Not too long ago, a Hispanic friend disclosed to me that she adopted an “American accent” because of harassment that she’s faced. I was blunt with how I felt as there should be no reason to assimilate and lose what defines your native roots to pardon the fear that stems from ignorance. It’s no different than when a mentor cut off his locs prior to an interview for a job as an electrical engineer. We both agreed that we would have been awarded the position regardless. There are people of color who are unaware that assimilation under supremacy at the risk of our identity has been an effective strategy for the longest. The dinner scene from 1974’s ‘Trick Baby’ is an excellent overview of this.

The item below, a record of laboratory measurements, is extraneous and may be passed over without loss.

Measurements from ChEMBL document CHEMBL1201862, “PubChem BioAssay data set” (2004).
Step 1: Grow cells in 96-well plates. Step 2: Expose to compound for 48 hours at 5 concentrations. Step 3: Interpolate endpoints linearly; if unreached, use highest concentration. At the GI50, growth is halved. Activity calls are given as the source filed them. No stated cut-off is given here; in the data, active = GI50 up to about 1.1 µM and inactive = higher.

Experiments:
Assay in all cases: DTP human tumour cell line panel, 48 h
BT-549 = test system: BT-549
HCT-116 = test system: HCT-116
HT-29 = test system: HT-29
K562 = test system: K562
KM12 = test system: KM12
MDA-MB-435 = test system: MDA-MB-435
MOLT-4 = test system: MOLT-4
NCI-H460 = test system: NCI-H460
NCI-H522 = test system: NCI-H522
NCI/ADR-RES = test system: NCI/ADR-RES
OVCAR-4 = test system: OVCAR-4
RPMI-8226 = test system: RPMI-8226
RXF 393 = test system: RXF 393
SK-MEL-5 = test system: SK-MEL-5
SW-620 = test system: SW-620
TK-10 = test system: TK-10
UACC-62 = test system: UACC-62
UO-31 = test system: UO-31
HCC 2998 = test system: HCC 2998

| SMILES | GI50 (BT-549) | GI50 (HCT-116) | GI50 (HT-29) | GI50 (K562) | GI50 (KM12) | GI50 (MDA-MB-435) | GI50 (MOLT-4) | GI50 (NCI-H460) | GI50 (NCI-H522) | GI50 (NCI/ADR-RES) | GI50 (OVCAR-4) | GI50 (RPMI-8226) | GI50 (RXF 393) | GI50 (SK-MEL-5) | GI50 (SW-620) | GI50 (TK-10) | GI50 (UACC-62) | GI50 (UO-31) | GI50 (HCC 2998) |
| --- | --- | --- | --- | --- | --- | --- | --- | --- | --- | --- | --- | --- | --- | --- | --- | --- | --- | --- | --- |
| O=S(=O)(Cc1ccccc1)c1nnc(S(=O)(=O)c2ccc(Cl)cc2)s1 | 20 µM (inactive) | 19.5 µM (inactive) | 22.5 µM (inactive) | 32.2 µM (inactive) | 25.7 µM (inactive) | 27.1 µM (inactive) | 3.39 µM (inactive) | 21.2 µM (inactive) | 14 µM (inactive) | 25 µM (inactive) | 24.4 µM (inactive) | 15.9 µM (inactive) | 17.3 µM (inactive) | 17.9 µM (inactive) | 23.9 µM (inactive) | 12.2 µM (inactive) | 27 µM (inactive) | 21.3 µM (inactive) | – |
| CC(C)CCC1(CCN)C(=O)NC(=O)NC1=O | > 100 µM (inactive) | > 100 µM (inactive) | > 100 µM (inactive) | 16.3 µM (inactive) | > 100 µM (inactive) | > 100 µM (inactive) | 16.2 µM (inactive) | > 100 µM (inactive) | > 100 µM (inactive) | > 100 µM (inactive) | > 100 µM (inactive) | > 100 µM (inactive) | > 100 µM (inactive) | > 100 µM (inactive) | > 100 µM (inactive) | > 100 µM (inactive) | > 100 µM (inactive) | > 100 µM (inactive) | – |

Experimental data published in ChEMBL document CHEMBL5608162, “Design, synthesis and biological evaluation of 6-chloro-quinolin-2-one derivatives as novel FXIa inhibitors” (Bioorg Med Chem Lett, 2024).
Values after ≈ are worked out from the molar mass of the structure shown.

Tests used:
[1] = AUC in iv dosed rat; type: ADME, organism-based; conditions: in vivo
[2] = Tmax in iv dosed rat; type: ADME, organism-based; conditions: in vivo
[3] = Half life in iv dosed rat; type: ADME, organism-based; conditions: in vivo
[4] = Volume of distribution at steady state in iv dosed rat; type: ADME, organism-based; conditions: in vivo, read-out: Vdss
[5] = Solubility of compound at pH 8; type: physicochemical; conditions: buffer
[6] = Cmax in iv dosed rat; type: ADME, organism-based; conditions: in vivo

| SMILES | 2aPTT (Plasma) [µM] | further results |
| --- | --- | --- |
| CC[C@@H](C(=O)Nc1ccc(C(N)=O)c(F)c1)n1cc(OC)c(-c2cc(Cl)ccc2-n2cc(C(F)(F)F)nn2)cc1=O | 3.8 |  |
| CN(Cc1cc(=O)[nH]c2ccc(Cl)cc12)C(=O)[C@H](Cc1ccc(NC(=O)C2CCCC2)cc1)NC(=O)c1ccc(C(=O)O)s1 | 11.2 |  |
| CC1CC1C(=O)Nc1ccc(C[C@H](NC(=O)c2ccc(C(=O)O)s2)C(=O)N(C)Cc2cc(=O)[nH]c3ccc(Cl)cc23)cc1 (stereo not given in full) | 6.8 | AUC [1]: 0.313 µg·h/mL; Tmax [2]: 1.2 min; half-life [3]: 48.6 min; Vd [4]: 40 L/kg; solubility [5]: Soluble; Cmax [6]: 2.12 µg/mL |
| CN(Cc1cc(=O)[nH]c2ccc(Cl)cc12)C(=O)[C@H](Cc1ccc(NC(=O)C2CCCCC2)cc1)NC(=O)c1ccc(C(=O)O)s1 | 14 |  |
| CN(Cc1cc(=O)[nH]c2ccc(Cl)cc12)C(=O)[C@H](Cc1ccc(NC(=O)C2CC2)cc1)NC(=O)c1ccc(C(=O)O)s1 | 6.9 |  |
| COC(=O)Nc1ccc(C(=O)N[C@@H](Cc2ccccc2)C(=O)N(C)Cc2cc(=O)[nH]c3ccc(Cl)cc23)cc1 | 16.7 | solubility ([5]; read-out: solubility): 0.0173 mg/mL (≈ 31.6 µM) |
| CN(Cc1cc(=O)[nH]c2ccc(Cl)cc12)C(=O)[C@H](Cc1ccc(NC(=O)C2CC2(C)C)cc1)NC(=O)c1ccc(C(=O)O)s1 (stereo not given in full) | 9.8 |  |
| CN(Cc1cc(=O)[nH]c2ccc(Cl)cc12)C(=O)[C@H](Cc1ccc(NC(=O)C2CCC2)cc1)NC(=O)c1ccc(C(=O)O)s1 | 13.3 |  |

Thus enters code-switching. In 2014, I had a nice studio apartment in Kentucky that I also worked out of as a freelancer while writing the screenplay for an upcoming indie-film in pre-production as my then-girlfriend was in college. Unlike where I reside now, the populace of the city was mostly White instead of mixed and I discovered that many people were pleasantly surprised by my characteristics. I spoke very well, my writing was commended, and my dedication to the goals that I had set for myself was noted. One day, I had a conversation with a Black employee who handled maintenance. A topic that we went over was speech and mannerisms. How we could switch back and forth between “Slang” and the “King’s English” to achieve the desired outcome. It had me thinking about that afterward. Even more so when I use slang ironically and get corrected as if I’m unaware. I see it as another box that I’m being put in to safely carry from one destination to another. I don’t like being paraded around like I’m that “I am that one nigger in ten thousand”. That gut feeling warning me of apparent narcissism led me to permanently sever ties with a couple of individuals recently. Speaking of, if the word “nigger” has ever come out of your mouth in a context meant to offend any person of color, I don’t care how long ago it was, if you have a “mixed” child, or if your best friend is Black. I will not allow you in my presence. The opposite effect of assimilation seems to be extending an invitation to “wolves in sheep’s clothing”. This is not to say that all non-people of color are toxic or that people of color are without fault, but at the end of the day, as Muhammad Ali once said: “I don’t hate nobody, but I love my own.”